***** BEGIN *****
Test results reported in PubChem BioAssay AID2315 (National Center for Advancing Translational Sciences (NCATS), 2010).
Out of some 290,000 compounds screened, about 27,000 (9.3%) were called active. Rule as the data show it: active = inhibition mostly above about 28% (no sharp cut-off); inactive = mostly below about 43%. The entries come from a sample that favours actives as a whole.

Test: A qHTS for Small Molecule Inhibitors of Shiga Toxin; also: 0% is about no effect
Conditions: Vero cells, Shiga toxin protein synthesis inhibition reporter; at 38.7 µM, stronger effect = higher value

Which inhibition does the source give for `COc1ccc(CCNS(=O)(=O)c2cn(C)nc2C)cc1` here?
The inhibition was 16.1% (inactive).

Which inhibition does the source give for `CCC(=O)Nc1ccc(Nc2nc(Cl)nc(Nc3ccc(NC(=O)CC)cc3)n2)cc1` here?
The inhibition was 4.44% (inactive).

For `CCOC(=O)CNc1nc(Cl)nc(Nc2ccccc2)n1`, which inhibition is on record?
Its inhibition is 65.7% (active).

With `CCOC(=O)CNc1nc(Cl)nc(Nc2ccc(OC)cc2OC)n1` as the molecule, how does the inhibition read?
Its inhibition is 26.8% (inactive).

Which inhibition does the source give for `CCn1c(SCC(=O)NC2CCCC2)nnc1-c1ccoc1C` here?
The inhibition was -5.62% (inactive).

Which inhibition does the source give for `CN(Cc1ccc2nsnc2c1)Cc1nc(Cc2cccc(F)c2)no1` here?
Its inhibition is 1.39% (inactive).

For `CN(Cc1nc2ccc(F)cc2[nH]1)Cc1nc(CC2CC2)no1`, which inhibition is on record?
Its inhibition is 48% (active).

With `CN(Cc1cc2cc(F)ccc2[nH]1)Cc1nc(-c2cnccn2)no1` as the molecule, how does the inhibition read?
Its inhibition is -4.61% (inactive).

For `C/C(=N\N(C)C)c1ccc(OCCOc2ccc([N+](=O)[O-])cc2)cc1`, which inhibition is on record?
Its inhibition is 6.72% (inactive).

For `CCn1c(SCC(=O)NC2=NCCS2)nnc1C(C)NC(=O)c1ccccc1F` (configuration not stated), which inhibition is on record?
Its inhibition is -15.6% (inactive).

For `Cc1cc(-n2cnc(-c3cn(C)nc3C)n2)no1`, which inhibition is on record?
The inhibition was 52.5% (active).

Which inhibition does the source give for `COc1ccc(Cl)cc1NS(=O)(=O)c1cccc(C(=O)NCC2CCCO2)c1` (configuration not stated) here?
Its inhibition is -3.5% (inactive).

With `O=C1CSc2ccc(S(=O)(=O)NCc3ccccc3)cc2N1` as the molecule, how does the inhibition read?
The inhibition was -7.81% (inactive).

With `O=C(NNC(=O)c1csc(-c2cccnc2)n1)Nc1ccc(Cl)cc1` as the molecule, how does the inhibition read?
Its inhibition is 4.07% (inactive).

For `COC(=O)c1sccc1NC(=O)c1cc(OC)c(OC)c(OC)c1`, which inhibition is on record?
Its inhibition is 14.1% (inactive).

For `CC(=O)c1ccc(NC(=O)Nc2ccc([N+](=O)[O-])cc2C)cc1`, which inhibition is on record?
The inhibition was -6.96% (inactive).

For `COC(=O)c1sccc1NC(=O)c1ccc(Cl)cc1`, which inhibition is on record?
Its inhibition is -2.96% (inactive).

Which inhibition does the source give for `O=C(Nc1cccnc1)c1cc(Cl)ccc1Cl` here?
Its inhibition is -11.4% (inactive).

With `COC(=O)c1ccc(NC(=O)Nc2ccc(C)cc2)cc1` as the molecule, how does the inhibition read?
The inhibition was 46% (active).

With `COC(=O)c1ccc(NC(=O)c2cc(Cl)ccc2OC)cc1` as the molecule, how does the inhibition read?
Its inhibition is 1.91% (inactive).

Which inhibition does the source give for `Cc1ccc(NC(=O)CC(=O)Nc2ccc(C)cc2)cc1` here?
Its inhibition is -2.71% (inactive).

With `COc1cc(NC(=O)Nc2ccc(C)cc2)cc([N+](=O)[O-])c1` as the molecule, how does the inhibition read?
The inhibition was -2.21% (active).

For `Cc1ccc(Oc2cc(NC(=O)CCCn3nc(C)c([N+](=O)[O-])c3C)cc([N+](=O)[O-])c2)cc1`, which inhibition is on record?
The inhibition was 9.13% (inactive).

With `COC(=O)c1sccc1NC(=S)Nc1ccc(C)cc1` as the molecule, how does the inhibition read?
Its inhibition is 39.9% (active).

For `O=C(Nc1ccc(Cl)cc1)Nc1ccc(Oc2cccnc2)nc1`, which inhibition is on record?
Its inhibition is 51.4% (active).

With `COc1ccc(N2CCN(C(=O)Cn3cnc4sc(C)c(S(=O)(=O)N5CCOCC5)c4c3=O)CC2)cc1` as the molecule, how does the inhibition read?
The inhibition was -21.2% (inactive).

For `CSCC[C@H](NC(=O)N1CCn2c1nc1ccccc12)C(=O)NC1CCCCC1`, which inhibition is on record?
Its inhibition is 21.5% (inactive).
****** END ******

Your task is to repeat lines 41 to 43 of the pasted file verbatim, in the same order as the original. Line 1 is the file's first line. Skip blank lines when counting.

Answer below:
With `COC(=O)c1ccc(NC(=O)Nc2ccc(C)cc2)cc1` as the molecule, how does the inhibition read?
The inhibition was 46% (active).

With `COC(=O)c1ccc(NC(=O)c2cc(Cl)ccc2OC)cc1` as the molecule, how does the inhibition read?